Jack in the Box sales slump as diners choose to eat at home

Jack in the Box's chief executive, Lenny Comma, attributes the company's third quarter slump to the reduction of food costs at supermarkets.

Gene J. Puskar/AP/File
A woman in Allison Par, Pa. eats a hamburger.

It was Jack in the Box’s turn to explain the slumping quick-service restaurant business and Chairman-CEO Lenny Comma pointed to “deal fatigue” and a rising gap between food-at-home and food-away-from home prices, a gap causing “transaction erosion” to supermarkets.

For its fiscal Q3 ended July 3, 2016, Jack in the Box reported a 1.1% increase systemwide in same-store sales for Jack in the Box (including +1.5% by franchisees) and a 0.6% increase for its Qdoba chain. The company said Jack’s 1.1% was just behind the QSR sandwich segment’s 1.2% gain according to The NPD Group’s SalesTrack Weekly for the 12 weeks ended July 3, 2016.

But Jack’s Q3 gain was the result of a 3.3% increasing in pricing and an increase in premium-product sales that offset a transactions decline of 3.7%.

What we’re seeing, Comma said, is “deal fatigue in the marketplace now. Deals that are out there are not penetrating” as they did earlier this year. The other important factor is that the Consumer Price Index for food-away-from-home is down 1.3% over the past 12 months, while food-at-home is up 2.6%.

“There’s transaction erosion to the food-at-home players, the supermarkets,” Comma said. Supermarkets can reflect reduction in food costs much more quickly than can restaurants he said. “I would be very concerned if those transactions were going to our competitors. That’s not what we’re seeing.”

Comma said Jack “is where we ought to be” with its balance of value and premium-price products. On the low end, the chain has launched Garlic Herb Fries and a $2.99 Jumbo Breakfast Platter deal. At the premium end is the recently released Jack’s Brewhouse Bacon Burger, however that also is being promoted via a $4.99 small combo bundle deal.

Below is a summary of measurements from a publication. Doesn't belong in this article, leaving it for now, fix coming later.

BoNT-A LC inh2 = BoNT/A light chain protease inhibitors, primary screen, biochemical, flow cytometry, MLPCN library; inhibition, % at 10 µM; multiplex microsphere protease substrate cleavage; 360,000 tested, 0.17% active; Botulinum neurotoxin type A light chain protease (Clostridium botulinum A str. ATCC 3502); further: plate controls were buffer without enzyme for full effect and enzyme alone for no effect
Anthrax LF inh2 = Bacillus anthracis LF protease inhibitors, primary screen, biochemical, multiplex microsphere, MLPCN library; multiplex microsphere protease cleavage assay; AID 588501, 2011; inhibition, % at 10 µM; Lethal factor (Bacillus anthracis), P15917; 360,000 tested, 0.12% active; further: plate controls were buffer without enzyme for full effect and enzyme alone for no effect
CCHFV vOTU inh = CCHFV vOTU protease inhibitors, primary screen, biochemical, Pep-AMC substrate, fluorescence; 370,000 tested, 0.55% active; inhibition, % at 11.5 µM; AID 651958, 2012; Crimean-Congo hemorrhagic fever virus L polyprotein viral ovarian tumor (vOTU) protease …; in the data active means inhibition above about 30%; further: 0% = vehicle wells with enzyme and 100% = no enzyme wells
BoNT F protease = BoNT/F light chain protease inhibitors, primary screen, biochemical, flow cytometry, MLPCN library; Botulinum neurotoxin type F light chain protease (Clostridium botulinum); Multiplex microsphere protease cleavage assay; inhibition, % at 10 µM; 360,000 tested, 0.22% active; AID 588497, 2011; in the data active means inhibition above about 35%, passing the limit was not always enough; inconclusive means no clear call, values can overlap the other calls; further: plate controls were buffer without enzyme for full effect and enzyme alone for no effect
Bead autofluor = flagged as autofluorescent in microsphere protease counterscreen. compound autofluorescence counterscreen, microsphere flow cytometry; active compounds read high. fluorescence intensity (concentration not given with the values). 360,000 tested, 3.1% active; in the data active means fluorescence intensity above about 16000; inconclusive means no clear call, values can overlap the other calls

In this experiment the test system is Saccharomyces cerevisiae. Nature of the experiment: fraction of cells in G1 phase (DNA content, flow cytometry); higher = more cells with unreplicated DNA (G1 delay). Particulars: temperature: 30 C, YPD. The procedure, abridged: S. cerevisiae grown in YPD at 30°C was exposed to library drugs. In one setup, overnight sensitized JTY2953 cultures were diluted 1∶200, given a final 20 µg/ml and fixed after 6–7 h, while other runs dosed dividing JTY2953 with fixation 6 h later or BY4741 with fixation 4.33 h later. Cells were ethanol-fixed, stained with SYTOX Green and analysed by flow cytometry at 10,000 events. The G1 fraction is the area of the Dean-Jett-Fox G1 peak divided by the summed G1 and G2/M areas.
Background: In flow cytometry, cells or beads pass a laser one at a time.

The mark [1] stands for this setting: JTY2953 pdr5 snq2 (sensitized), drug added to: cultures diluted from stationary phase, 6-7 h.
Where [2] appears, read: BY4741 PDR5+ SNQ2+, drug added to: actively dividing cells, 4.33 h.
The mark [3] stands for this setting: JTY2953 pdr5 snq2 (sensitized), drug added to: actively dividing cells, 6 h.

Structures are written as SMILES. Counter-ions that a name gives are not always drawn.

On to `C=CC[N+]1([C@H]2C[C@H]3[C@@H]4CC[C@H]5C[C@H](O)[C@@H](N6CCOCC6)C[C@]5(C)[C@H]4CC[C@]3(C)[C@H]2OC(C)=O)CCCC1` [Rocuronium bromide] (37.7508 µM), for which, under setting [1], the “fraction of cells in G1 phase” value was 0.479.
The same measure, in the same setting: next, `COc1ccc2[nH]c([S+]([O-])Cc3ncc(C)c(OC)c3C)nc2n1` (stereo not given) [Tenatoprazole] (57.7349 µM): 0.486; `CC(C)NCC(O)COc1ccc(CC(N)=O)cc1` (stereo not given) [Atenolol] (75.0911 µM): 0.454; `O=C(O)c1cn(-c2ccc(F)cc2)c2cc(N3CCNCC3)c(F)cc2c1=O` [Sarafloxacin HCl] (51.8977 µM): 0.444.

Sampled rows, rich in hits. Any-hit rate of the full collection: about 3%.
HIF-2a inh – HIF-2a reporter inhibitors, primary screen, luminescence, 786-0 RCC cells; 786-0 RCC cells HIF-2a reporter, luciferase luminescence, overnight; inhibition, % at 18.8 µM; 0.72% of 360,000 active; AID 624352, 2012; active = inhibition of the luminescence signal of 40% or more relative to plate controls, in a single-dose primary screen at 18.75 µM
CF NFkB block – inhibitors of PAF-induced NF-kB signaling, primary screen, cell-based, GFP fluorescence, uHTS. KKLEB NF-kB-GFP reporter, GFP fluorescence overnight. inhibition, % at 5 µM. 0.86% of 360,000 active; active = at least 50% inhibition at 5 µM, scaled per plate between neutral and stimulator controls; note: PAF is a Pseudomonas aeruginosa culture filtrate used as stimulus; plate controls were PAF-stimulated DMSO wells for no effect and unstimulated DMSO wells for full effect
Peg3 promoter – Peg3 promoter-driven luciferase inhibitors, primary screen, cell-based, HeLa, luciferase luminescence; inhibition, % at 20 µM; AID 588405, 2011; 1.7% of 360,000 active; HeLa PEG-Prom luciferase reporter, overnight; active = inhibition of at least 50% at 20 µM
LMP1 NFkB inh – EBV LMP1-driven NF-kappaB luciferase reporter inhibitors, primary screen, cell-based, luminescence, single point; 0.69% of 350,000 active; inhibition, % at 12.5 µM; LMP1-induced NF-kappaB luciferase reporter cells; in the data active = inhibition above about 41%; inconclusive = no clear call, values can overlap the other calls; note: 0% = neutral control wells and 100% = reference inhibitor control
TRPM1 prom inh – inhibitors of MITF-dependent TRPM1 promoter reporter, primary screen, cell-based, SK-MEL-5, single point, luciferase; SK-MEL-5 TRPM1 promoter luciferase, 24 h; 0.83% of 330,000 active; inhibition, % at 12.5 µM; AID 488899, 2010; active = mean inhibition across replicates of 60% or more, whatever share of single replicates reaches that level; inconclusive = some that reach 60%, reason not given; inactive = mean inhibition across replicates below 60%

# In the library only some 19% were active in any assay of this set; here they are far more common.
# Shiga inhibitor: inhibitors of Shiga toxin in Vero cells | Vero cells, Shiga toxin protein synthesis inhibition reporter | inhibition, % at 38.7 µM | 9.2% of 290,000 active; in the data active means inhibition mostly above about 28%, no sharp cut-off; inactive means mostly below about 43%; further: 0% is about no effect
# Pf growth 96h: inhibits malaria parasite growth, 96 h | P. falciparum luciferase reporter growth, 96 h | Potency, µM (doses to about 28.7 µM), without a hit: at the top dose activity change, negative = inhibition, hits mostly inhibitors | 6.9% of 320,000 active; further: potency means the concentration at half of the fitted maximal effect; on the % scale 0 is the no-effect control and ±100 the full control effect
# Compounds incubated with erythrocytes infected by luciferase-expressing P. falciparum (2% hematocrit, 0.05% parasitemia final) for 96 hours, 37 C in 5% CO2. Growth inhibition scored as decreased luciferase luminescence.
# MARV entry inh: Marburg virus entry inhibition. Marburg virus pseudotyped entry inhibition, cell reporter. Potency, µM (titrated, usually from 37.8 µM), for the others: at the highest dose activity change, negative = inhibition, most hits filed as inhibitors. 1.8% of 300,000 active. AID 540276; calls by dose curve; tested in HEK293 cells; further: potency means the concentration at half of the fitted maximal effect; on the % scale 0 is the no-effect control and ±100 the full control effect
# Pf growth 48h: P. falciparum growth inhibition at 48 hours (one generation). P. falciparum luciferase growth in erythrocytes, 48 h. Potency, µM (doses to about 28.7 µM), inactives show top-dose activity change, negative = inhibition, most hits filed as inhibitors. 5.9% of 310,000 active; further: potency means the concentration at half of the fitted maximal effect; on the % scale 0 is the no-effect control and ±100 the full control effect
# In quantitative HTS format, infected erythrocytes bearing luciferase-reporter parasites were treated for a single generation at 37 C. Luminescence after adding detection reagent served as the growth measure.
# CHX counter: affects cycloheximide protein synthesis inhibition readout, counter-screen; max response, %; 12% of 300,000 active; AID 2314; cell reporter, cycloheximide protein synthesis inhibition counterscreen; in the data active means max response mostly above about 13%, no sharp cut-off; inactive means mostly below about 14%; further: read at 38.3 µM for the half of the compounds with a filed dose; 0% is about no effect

Comma said Jack will be more aggressive on both the value and premium fronts in the current quarter than it has been earlier in its fiscal year. Qdoba next week will add smoked brisket to its menu systemwide.

During its earnings call yesterday, The Habit Burger’s President-CEO Russ Bendel said marketplace softness has spurred heavy discounting that he vowed not to join. “Without question it seems to us that we are in a time of unprecedented discounting, not only below us in the QSR category which…has seemed to accelerate discounting again as we finished Q2. But now [there’s] also a tremendous amount of discounting in casual dining sector, which has been challenged in this environment as well… We’re going to avoid getting into discounting That’s not who we are.”

In a down, near-recessionary restaurants look to improve results through increased sales of higher-profit sides and beverages. Jack in the Box’s Garlic Herb Fries, mentioned above, are an example. And Wendy’s next week (Aug. 9) will launch advertising and marketing for its Baconator burger and companion Baconator Fries, which are offered for a limited time at just $1.99.

This article first appeared at BurgerBusiness.

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